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Winter Challenge 2014
The XIX Winter Challenge - 23rd to 27th February 2014
The crews will be waved off from the start on Sunday 23rd February from Race Retro, Stonleigh Park, Coventy.
A challenging route lays ahead over five days that will see the crews battle through ice and snow on the mountain passes as they make their way to the finish at Monte Carlo on Thursday 27th.
Update December 2013
It’s looking good for the 19th Winter Challenge, the most recent route survey had ideal Winter Challenge conditions – bright sunshine and enough snow to make it a winter rally but not so much that good progress could not be maintained.
The route is designed to be challenging but achievable by all sorts of different cars but of course what none of us know is what the weather will be like on the day. You’ll have to read my mutterings page for some more on what the implications of this are.
We’ll have starts from Race Retro and from Troyes in France, both these routes will have a test and two regularities on the run down to Portsmouth and across to Chartres respectively.
On Monday morning starters from both routes will meet up for another test before a visit to Le Mans where we are in negotiations for another test before a series of straight forward regularities will take us the overnight halt at Bourges.
The route has been designed to avoid main roads and large towns, this enables you to make good progress and provides plenty of interest for driver and co – driver alike.
On the Tuesday morning a regularity will precede another test or two but from Tuesday afternoon onwards the terrain becomes more undulating and the intensity increases, but by this point even crews who have never competed together before should be into a good rhythm and well up to the challenge.
Although mostly based on the use of Michelin 1:150,000 scale maps (see Map packs) with the route information provided in advance there will be some sections based on the use of the IGN 1:100,000 maps and these will be given as marked map sections. Although these will predominantly be used in the latter stages of the event examples will also be used earlier to give crews chance to experience the maps whilst under less pressure.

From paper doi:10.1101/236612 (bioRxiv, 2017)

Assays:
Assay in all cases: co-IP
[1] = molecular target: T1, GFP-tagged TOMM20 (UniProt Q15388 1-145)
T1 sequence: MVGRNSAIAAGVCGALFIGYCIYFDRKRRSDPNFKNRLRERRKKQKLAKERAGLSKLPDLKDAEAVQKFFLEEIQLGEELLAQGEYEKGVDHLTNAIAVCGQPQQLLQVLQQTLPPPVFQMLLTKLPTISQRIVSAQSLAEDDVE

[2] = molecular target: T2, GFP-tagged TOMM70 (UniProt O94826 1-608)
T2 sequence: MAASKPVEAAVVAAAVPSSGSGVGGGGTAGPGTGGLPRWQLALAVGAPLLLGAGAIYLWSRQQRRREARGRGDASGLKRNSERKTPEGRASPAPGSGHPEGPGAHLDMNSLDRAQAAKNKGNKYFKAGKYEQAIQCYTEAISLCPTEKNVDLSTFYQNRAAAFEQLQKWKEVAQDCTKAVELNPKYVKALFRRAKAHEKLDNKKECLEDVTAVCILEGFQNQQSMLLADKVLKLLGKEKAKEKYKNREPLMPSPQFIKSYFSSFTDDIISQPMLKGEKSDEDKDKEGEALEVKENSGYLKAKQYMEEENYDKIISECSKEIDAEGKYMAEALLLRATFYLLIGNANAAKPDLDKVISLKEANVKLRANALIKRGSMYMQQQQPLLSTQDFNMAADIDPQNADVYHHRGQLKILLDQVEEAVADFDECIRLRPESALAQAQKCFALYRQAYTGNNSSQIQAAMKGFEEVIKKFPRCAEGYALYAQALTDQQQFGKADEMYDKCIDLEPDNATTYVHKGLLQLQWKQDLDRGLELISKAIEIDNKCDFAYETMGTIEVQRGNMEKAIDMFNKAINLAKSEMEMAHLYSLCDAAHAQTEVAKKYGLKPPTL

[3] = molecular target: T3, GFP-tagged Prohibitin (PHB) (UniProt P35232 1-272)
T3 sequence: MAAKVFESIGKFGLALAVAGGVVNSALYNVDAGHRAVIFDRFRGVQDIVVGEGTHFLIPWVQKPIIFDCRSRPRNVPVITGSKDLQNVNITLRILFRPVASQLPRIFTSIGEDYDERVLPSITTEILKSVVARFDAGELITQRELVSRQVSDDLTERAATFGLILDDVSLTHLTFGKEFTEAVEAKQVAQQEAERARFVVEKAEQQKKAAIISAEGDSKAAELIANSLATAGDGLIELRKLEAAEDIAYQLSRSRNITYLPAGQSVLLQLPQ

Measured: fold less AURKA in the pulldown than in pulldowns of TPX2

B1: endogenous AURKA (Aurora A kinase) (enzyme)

At this point I’m not going to give too much away about our plans for the last two days….
Update October 2013
Our plans for the International Winter Challenge to Monte-Carlo are well underway and we are looking forward to returning to France and hopefully the February date will give us a good chance of some snow on the higher roads but the weather is one thing we don’t have too much influence over!
Don’t me too daunted though if this is your first winter event, you will not be the only novice. Equip your car with some good winter tyres and you’ll be amazed at what good progress an older car can make – the narrow tyres fitted to old cars are far more suitable for snowy conditions as the narrow tyres cuts down through the snow whereas a modern car with wide tyres tends to skate across the service. Even without snow the winter tyres will be of use as there compounds are optimised for use in colder weather.
On all events there are a good range of cars and crews of varying ability so you’ll soon find a group that are running at a similar pace to yourself and with re seeding after most legs you will tend to stay together. We also run reverse seeding which means the slower cars start first and instead of falling behind you are kept within the main field of the event.
You can see more information on the event here
30 of the 35 entries have been taken up but we do need your support to fill the remaining places.
We would like to confirm that should the event not go ahead as planned any deposits paid will be refunded in full. Deposit payments are made into an ESCROW account which protects your deposit with funds not being released to us as the organisers until about eight weeks before event starts.
Following on from the last edition of Turini Tales we have had several queries regarding the form of route information used on the event as it is a little different to what many are now used to.
There are two main methods – map marking instructions and marked maps.
The majority of the route will be defined by the use of map marking instructions and this information is sent out a couple of weeks before the event giving you ample time to plot the required route.
Sometimes it is not appropriate to let you know the planned route too far in advance so for short sections of the event the route will be given out in the form of a “marked map”. This will be in a form that you can use without transferring to your own maps and will be given out at least 30 minutes before a section starts
There will be no “plot and bash” type navigation required when information is handed to you as you leave a control point.